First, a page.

Wednesday, April 8, 2009

The Experts

I have recently been reading old issues of the New Yorker that I have never read before, and I discovered this old article featuring Philip Tetlock, a prominent researcher, who contends that experts are no better at predicting outcomes than are novices.

In a more recent article on CNN, Tetlock shares his findings on the economic experts who failed to predict the great depression which is now upon us:
We found that our experts' predictions barely beat random guesses - the statistical equivalent of a dart-throwing chimp - and proved no better than predictions of reasonably well-read nonexperts. Ironically, the more famous the expert, the less accurate his or her predictions tended to be.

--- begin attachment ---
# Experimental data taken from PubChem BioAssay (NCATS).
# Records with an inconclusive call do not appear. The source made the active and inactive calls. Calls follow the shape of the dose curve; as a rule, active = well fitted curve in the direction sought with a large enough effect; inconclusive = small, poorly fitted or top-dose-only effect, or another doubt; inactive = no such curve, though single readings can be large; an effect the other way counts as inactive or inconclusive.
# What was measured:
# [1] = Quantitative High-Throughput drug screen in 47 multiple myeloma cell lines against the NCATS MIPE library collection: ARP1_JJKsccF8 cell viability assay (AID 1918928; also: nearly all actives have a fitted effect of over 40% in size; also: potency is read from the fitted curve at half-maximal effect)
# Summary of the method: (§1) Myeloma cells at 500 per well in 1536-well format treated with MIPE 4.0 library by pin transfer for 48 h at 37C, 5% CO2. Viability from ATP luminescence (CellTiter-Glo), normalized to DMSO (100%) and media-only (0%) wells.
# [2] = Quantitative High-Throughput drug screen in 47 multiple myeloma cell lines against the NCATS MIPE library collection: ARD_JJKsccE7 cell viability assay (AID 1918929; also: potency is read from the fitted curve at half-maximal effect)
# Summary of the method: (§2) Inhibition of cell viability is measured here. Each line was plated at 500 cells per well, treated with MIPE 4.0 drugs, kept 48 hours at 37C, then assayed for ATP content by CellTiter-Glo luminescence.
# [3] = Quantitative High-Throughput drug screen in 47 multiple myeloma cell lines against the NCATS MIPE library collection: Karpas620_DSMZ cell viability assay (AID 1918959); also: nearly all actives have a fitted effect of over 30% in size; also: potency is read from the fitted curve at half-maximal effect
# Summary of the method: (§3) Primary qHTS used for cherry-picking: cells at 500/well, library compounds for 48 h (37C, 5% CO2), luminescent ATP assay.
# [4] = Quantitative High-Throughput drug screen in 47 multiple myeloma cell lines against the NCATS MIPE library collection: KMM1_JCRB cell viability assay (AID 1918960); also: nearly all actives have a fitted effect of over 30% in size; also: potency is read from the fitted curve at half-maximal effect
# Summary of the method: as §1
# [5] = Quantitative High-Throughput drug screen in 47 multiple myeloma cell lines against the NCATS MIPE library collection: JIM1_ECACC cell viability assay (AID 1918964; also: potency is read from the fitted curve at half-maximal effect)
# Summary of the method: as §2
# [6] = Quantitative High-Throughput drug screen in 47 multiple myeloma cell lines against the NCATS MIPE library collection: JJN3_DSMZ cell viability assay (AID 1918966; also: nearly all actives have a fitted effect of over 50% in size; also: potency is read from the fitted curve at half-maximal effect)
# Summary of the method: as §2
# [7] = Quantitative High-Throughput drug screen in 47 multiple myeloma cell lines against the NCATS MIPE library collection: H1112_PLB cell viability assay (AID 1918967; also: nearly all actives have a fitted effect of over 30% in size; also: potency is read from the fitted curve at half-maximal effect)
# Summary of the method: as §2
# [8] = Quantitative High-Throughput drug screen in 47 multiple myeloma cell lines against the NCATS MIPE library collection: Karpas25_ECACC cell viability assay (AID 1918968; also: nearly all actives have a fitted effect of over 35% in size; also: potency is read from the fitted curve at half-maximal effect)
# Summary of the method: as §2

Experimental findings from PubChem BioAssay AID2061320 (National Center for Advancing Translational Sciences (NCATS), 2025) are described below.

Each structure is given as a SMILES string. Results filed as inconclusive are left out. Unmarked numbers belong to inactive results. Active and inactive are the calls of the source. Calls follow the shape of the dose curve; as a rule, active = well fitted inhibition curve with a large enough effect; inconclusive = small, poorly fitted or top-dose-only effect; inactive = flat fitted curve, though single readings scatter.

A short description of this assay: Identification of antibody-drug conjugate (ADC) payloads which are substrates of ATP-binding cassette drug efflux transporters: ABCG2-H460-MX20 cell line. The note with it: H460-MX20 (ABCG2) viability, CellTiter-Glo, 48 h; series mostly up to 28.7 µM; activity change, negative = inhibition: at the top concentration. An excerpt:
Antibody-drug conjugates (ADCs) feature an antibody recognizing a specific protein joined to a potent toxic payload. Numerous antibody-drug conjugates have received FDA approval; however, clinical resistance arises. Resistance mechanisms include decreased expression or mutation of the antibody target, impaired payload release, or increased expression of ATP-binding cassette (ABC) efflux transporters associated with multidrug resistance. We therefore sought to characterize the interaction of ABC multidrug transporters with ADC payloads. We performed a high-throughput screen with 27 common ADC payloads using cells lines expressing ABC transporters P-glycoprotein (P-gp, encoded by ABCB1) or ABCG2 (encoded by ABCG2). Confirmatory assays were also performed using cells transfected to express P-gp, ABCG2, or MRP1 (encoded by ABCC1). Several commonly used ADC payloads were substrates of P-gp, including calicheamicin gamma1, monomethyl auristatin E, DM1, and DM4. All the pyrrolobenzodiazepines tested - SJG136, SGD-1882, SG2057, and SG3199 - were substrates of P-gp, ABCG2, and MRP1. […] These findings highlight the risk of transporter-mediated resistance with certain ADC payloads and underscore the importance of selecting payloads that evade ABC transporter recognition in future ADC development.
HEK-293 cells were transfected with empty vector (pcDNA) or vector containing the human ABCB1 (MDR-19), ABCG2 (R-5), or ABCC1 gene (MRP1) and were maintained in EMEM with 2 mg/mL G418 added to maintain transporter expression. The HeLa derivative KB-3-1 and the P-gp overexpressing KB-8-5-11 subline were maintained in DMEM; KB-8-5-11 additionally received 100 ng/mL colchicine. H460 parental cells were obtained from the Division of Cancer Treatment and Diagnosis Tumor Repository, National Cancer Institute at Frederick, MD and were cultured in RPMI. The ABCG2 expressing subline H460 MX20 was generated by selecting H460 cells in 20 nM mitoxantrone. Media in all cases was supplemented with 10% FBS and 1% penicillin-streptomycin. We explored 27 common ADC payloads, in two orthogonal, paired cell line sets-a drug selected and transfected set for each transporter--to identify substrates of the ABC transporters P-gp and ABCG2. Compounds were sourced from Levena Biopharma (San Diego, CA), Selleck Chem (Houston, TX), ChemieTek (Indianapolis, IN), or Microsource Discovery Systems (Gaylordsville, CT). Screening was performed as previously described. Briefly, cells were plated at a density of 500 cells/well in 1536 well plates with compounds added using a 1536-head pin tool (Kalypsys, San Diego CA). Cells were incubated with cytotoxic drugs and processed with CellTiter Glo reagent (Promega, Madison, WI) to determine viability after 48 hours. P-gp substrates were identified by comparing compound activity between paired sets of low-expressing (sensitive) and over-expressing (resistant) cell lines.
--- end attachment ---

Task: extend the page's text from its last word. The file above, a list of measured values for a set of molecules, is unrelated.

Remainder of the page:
From now on, when I need an expert opinion, I will simply refer to Oblique Strategies; a handy deck of cards created by artists Brian Eno and Peter Schmidt in 1975.

The cards make suggestions and pose questions that users can apply when they reach a creative impasse. For example: "Are there sections? Consider transitions."

The card in my hand says "repetition is a form of change"; my new mantra.

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